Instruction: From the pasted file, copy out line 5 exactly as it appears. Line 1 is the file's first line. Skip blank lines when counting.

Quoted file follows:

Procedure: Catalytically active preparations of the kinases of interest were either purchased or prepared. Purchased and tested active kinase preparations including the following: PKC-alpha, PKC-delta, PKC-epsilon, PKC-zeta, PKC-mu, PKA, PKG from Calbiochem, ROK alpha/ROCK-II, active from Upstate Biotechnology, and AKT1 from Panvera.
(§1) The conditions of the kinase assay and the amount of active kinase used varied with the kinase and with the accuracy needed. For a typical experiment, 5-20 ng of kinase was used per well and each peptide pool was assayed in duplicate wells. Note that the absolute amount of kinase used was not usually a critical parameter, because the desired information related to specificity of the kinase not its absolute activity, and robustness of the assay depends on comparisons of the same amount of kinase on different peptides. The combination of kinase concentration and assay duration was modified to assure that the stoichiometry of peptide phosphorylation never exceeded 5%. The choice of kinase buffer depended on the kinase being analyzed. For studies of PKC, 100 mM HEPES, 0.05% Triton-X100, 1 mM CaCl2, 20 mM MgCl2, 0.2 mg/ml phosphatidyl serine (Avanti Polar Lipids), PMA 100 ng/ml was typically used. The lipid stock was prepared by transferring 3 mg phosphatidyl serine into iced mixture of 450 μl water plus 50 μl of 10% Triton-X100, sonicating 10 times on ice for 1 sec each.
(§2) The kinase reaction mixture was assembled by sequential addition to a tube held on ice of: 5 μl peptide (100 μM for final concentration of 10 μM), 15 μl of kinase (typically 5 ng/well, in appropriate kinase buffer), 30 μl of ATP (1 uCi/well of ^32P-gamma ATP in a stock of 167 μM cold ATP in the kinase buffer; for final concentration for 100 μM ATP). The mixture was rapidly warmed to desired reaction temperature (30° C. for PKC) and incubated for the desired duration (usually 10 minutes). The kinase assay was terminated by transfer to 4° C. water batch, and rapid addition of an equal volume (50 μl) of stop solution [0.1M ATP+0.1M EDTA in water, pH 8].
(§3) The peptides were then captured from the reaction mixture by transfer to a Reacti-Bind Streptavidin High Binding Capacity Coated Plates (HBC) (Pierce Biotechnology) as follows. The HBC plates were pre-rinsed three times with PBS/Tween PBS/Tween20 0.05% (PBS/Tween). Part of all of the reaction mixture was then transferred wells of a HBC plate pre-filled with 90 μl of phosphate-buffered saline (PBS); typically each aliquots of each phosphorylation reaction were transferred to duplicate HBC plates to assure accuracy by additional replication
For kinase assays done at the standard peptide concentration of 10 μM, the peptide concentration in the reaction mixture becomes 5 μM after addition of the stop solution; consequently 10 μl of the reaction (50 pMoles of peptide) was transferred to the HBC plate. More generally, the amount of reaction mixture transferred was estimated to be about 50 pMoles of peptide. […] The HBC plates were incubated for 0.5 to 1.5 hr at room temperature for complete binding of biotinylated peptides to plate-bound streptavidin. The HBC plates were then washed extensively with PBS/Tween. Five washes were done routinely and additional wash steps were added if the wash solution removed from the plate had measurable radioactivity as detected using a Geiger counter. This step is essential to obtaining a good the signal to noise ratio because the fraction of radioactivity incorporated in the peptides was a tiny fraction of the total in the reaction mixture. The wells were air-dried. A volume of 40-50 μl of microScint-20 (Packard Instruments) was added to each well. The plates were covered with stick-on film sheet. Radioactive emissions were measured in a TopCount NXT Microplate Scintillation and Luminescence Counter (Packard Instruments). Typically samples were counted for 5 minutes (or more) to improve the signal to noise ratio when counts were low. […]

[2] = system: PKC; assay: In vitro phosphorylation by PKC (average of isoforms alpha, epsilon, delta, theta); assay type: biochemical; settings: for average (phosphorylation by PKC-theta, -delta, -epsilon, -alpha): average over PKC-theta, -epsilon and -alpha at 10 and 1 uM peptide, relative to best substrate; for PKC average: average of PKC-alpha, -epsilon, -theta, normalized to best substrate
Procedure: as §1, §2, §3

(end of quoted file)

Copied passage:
For kinase assays done at the standard peptide concentration of 10 μM, the peptide concentration in the reaction mixture becomes 5 μM after addition of the stop solution; consequently 10 μl of the reaction (50 pMoles of peptide) was transferred to the HBC plate. More generally, the amount of reaction mixture transferred was estimated to be about 50 pMoles of peptide. […] The HBC plates were incubated for 0.5 to 1.5 hr at room temperature for complete binding of biotinylated peptides to plate-bound streptavidin. The HBC plates were then washed extensively with PBS/Tween. Five washes were done routinely and additional wash steps were added if the wash solution removed from the plate had measurable radioactivity as detected using a Geiger counter. This step is essential to obtaining a good the signal to noise ratio because the fraction of radioactivity incorporated in the peptides was a tiny fraction of the total in the reaction mixture. The wells were air-dried. A volume of 40-50 μl of microScint-20 (Packard Instruments) was added to each well. The plates were covered with stick-on film sheet. Radioactive emissions were measured in a TopCount NXT Microplate Scintillation and Luminescence Counter (Packard Instruments). Typically samples were counted for 5 minutes (or more) to improve the signal to noise ratio when counts were low. […]